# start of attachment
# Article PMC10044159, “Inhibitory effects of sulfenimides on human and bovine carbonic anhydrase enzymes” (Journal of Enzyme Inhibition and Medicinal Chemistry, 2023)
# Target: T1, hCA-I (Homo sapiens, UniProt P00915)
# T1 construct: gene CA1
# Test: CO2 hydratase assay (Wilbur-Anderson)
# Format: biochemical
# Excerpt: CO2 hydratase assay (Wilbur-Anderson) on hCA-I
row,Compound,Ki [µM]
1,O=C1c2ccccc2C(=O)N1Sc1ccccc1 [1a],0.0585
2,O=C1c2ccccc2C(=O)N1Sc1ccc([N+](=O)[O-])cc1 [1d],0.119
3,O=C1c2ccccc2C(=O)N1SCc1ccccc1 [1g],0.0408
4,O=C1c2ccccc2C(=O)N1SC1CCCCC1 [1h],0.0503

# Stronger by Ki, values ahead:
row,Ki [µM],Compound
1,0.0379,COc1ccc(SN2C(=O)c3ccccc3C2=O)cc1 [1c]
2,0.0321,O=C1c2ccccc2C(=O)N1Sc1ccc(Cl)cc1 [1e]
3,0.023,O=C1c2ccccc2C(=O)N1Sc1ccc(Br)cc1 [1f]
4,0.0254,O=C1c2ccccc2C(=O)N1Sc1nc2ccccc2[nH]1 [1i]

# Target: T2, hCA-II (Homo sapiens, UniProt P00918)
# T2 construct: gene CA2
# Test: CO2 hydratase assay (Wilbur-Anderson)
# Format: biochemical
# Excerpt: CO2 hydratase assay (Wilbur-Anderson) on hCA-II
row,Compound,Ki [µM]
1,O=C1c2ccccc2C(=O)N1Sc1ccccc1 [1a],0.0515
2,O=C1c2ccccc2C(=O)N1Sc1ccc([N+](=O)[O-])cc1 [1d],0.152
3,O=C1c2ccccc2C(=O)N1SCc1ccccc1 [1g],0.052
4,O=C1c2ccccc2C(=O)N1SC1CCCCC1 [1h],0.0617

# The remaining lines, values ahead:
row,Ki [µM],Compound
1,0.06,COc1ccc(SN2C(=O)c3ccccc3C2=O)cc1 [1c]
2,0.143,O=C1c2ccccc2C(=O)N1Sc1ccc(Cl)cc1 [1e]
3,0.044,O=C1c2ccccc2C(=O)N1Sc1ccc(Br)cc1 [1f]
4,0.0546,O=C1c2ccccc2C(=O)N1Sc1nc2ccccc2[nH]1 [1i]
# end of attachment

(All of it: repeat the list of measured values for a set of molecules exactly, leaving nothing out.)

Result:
# Article PMC10044159, “Inhibitory effects of sulfenimides on human and bovine carbonic anhydrase enzymes” (Journal of Enzyme Inhibition and Medicinal Chemistry, 2023)
# Target: T1, hCA-I (Homo sapiens, UniProt P00915)
# T1 construct: gene CA1
# Test: CO2 hydratase assay (Wilbur-Anderson)
# Format: biochemical
# Excerpt: CO2 hydratase assay (Wilbur-Anderson) on hCA-I
row,Compound,Ki [µM]
1,O=C1c2ccccc2C(=O)N1Sc1ccccc1 [1a],0.0585
2,O=C1c2ccccc2C(=O)N1Sc1ccc([N+](=O)[O-])cc1 [1d],0.119
3,O=C1c2ccccc2C(=O)N1SCc1ccccc1 [1g],0.0408
4,O=C1c2ccccc2C(=O)N1SC1CCCCC1 [1h],0.0503

# Stronger by Ki, values ahead:
row,Ki [µM],Compound
1,0.0379,COc1ccc(SN2C(=O)c3ccccc3C2=O)cc1 [1c]
2,0.0321,O=C1c2ccccc2C(=O)N1Sc1ccc(Cl)cc1 [1e]
3,0.023,O=C1c2ccccc2C(=O)N1Sc1ccc(Br)cc1 [1f]
4,0.0254,O=C1c2ccccc2C(=O)N1Sc1nc2ccccc2[nH]1 [1i]

# Target: T2, hCA-II (Homo sapiens, UniProt P00918)
# T2 construct: gene CA2
# Test: CO2 hydratase assay (Wilbur-Anderson)
# Format: biochemical
# Excerpt: CO2 hydratase assay (Wilbur-Anderson) on hCA-II
row,Compound,Ki [µM]
1,O=C1c2ccccc2C(=O)N1Sc1ccccc1 [1a],0.0515
2,O=C1c2ccccc2C(=O)N1Sc1ccc([N+](=O)[O-])cc1 [1d],0.152
3,O=C1c2ccccc2C(=O)N1SCc1ccccc1 [1g],0.052
4,O=C1c2ccccc2C(=O)N1SC1CCCCC1 [1h],0.0617

# The remaining lines, values ahead:
row,Ki [µM],Compound
1,0.06,COc1ccc(SN2C(=O)c3ccccc3C2=O)cc1 [1c]
2,0.143,O=C1c2ccccc2C(=O)N1Sc1ccc(Cl)cc1 [1e]
3,0.044,O=C1c2ccccc2C(=O)N1Sc1ccc(Br)cc1 [1f]
4,0.0546,O=C1c2ccccc2C(=O)N1Sc1nc2ccccc2[nH]1 [1i]